Aura of Humility: Some diplomats, amply trained in the arts of boot-licking, have developed their techniques to such a powerful extent that they directly channel their spinelessness as a force. Submissive beyond reason, they may inspire such pity that guards lend them passage out of guilt, while nobles, pressed by their own generosity, become more willing to adopt a sensible position, even when they'd otherwise be hostile to the envoy. Able to preserve their diginity while secretly appealing to one's mercy, they can beset enemy minds from all possible sides, demanding and beseeching at the same time. The aura of humility provides them and their allies with +2 to bluff, as well as lowering the bluff rolls of their enemies by 2. Each level of the trait raises these bonuses by 2. The effects hold consistently across a four-foot radius, plus two per every extra level of the trait.


    Improved agitate: When performing an agitate action, a regent may also take a character action from the envoy (if present within any of the provinces affected) to receive a bonus equal to his perform skill, which counts as unspent regency.


    Scry mannerisms: When studying a character directly, the envoy may notice slight motions and facial expressions that relate a person's background and beliefs. Thoughts often emanate from minor indiscretions, gestures too subtle for others to observe, yet through his rigorous experience, the cunning courtier may silently collect them all. Forming a profile of the target over a few days, he then becomes able to notice his characteristic gestures. Each disguise or bluff check made against the envoy must topple a strengthened DC, which gets a bonus of +1 for every two days largely spent within the target's company. This bonus may not go beyond 4, however, and drops by 1 (down to 0) for every month spent away from the target.

    In addition, the ability allows the envoy to identify a person's upringing and culture with more ease, gaining a bonus of +3 for this specific purpose. He also substitutes spot checks for sense motive checks when the latter fail, essentially gaining three chances of perceiving treachery (as he already benefits from his deft hearing).


    Perfect lie: When tact and deflection fail to guard a servant's secrets, he must sometimes coat them in the filth of raw deceit. Once a day, the adept envoy may tell a lie that withstands all forms of detection - not even magical means can sunder its compelling nature. Though the listener may recognize the falsehood by logical means, he fails to perceive any physical signs of it. No trembling on the envoy's lips or quiver in his eye suggests that he presents anything more than an innocent truth.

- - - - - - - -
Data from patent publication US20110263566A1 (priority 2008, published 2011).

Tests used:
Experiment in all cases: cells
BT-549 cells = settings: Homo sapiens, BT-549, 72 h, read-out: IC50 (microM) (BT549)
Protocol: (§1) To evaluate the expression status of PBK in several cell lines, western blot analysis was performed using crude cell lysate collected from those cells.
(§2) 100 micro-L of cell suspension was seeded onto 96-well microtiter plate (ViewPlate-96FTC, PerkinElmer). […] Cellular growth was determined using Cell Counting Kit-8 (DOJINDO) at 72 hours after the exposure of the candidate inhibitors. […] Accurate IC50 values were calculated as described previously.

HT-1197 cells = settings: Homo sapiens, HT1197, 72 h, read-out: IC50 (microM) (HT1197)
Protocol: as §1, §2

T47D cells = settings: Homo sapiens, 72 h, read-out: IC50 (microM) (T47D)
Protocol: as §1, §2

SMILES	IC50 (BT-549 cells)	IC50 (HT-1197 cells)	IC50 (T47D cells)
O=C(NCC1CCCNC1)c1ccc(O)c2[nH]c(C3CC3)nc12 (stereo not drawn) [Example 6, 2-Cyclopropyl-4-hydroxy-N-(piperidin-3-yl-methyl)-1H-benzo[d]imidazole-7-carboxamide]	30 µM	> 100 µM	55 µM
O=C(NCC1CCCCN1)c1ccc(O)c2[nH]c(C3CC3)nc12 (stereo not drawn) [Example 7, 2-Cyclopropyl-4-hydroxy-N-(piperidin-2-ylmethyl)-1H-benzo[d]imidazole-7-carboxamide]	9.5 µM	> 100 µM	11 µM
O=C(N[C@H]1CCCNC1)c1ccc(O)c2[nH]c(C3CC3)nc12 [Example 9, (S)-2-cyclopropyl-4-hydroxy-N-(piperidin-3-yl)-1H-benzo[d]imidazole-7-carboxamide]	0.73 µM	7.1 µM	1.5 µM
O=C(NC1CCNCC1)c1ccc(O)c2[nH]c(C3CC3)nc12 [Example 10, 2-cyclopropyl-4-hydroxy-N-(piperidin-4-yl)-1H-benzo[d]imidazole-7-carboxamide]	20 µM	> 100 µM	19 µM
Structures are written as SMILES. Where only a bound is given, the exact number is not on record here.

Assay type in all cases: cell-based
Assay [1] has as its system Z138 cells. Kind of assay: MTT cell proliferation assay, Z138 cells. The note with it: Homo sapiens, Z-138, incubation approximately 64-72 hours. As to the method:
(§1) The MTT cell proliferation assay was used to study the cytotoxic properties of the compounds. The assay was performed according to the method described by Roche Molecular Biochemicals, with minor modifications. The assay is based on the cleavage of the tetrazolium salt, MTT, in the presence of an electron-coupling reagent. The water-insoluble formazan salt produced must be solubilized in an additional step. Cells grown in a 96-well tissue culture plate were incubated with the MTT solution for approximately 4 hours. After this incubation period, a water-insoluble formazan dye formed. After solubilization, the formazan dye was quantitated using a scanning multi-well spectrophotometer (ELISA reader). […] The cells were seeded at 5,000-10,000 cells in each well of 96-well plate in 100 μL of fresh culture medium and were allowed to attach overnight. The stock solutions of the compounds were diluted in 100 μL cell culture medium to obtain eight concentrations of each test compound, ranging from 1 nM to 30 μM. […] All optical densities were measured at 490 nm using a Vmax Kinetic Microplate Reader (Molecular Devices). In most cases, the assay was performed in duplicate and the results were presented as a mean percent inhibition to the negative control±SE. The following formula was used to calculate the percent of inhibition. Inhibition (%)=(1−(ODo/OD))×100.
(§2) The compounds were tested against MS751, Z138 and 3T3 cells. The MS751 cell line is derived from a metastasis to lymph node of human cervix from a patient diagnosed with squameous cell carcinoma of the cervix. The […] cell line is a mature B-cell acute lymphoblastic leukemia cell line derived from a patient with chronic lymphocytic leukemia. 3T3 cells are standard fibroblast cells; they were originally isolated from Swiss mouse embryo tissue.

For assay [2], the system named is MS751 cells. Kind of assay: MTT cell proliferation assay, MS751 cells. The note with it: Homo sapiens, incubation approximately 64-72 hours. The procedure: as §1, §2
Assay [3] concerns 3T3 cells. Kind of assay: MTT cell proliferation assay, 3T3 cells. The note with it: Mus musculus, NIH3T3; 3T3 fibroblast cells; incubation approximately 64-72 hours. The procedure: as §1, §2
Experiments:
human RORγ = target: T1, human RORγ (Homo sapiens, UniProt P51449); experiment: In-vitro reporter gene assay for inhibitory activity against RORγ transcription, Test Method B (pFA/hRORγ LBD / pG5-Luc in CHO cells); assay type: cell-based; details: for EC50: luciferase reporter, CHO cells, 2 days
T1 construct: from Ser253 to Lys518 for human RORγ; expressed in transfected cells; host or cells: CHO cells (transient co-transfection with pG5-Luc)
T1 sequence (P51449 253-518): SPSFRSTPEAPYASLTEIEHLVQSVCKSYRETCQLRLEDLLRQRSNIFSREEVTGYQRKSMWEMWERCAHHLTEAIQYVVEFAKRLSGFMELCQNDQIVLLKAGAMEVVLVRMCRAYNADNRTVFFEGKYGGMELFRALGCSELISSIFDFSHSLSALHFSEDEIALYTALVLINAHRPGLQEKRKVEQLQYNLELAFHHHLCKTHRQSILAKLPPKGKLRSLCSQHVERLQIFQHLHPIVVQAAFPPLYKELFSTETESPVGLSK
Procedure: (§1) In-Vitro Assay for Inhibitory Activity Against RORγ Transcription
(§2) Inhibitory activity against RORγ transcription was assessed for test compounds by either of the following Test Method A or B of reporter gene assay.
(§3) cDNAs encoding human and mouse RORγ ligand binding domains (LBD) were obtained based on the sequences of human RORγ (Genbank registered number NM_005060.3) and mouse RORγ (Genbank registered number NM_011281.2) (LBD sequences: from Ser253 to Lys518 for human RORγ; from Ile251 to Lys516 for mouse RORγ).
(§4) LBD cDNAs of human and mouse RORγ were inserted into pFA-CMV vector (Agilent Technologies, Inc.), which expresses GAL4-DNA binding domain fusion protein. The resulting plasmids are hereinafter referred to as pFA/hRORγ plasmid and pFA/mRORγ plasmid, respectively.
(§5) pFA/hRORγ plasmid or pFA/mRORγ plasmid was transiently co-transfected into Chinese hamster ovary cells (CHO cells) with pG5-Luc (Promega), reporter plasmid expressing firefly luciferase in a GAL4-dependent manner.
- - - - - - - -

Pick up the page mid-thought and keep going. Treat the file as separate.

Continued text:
Disguise motive: Rather than contend with the more brutal forms of secrecy, the envoy chooses to explore its full complexity, learning not simply to conceal his true intent, but also make it seem as though he's lying when he's not. With this powerful talent, edified by his exposure to all sorts of gritty lies, he may alter the nature of his bluffs in exchange for a +2 to the DC, as well as feign a hidden motive when none truly exists. While a loss by 10 or more simply exposes the bluff in the way the envoy intended, should he lose by 15 or more, the envoy will also unveil the double subterfuge. Essentially, if the bluff's target would normally get the feeling that the envoy has been lying about an assassination in order to protect the victim, and the envoy would rather have the target believe he's been lying merely to protect himself and his own interests, a loss by 10 or more still fools the target into believing the latter. This helps to minimize the threat of a failed bluff, protecting him from greater forms of punishment.


    Trace object: Keys, baroque patterns, traps and similarly complex objects can deflect the eyes and memories of ordinary men, who might find it impossible to copy them by hand without having the objects clearly in front of them. Envoys, by contrast, have developed such attention that they might attempt to imitate an object, either crafting it themselves or drawing sketches of its shape, without needing the object to be present. If the DC for crafting a replica for an item increases because of its absence, reduce the DC bonus by 2 + the envoy's wisdom modifier, until that DC bonus has been nullified.


    Intuition: When pondering over problems that involve a human element, such as the location of a hidden key inside a noble's bedchamber, the envoy may place himself in a specific person's role (the noble, in this case), even without having met the person itself, and thus attempt to solve the problem by using this new perspective. While an ordinary person's intuition might not let him scry the actual solution, to the envoy, guessing has become a serviceable art, which manifests through the sense motive skill. The DC for performing acts of intuition varies, typically being 20, and a failure of 10 or more gives the envoy a false answer.

    For knowing the person he attempts to second-guess, the envoy receives a bonus - the same bonus he were to receive for spot checks against a disguise. For example, being an associate of the person grants the envoy a +6 to his roll. In addition, the presence of telltale signs and traces of the person's character, grant between a +1 and +3 to the roll, based on the DM's discretion.